Much of the medical and ergonomic research on Cumulative Trauma Disorders is focused on Medical and Disability cost savings through administrative remedies. But these efforts rarely strike at the root variables of the cost equation – How the employee injured themselves in the first place. Why do seemingly innocuous injuries like tendonitis, muscle strains, and Carpal Tunnel Syndrome wind up costing so much in medical and indemnity? And more importantly, what can be done to prevent these costs within the workers’ compensation system? The answer lies much farther upstream than current and past reform measures address. The answer lies in addressing the root cause of the claim early in the claims administration process.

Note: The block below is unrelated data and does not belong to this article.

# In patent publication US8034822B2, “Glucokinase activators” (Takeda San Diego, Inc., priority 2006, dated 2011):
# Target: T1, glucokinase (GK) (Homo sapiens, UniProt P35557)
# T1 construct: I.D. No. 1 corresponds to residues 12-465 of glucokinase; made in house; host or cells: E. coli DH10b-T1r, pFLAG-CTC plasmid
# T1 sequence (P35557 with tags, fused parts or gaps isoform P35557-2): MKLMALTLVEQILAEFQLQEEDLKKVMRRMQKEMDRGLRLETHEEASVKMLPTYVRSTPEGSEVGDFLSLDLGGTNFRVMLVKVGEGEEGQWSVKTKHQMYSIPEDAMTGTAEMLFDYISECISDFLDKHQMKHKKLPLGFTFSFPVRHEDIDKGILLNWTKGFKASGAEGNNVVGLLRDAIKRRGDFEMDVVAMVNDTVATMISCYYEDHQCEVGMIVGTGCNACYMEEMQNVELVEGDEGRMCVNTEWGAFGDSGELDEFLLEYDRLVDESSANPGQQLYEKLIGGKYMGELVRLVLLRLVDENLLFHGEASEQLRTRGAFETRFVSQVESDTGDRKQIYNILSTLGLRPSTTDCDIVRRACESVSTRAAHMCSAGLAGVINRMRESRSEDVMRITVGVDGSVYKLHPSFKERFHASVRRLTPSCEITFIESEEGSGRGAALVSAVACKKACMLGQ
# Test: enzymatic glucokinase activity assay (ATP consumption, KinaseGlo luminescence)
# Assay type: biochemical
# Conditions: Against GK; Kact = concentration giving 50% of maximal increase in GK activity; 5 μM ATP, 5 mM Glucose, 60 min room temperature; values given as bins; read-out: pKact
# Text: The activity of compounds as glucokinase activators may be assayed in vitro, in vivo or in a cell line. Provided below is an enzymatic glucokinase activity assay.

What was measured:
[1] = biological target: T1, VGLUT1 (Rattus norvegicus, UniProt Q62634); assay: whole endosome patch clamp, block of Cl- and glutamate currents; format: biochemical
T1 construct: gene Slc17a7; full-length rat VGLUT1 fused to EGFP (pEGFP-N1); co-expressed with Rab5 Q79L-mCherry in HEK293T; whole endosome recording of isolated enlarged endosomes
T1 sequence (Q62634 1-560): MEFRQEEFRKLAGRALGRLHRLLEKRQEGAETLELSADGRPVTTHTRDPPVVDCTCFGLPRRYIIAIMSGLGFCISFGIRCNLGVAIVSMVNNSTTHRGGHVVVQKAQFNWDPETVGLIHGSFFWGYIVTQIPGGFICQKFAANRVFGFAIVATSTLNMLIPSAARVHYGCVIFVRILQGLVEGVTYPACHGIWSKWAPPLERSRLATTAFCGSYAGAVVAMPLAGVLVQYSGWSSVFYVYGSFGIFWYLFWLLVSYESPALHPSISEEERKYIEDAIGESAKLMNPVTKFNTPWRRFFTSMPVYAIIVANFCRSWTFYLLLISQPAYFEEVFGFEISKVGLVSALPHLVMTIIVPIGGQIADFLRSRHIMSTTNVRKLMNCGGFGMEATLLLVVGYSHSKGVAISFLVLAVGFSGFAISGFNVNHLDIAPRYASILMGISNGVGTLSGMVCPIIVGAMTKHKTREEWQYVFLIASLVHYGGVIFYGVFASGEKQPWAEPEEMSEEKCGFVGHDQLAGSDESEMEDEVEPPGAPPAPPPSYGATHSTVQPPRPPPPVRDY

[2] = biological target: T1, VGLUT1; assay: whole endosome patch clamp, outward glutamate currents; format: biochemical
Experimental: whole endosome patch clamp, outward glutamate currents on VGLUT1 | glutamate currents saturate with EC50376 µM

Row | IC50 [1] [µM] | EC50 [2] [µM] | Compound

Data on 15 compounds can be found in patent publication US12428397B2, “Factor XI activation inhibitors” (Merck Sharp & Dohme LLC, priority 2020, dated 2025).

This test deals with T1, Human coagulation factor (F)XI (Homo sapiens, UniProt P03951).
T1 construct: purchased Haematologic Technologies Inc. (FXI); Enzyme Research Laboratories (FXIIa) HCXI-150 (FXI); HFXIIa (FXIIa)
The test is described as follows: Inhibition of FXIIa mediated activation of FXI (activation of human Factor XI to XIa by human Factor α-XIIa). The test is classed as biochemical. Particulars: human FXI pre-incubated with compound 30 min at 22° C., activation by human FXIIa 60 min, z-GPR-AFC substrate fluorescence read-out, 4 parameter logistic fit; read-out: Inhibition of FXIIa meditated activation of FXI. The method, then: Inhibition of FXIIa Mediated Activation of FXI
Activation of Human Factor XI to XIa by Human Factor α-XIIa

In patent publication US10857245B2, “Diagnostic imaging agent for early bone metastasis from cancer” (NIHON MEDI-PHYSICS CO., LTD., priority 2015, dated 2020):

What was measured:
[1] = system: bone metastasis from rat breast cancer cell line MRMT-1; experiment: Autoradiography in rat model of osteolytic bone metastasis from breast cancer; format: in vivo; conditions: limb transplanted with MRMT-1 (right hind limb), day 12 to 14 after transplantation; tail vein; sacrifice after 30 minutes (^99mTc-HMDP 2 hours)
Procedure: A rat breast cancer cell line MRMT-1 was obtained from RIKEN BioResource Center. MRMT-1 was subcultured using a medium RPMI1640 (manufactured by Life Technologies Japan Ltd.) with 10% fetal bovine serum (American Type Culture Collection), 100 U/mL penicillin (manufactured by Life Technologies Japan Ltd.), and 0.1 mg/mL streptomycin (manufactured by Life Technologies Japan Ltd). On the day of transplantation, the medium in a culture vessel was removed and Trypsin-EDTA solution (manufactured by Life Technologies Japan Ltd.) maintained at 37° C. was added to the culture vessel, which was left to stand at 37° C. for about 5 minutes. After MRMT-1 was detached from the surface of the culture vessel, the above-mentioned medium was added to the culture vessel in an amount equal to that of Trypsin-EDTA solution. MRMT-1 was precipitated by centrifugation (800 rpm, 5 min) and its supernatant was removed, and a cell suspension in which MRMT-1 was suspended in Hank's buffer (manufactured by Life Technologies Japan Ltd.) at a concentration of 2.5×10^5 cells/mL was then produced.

A recent study published in The American Journal of Industrial Medicine sheds some light on the problem. In this study, the authors found some alarming statistics in reviewing the carpal tunnel cases of over 13,000 subjects. They found that 63% of claimants with a carpal tunnel syndrome diagnosis went off work on paid total temporary disability. Of those that went off on paid disability, about half were off for greater than 3 months and a quarter of them were off on paid disability for greater than a year!! We all know how quickly those disability payments can add up - frustrating employers, insurers, and adjustors alike. It’s no wonder then that the time off work and concomitant disability costs of cumulative trauma disorders such as Carpal Tunnel Syndrome dwarf the next leading injury event or exposure.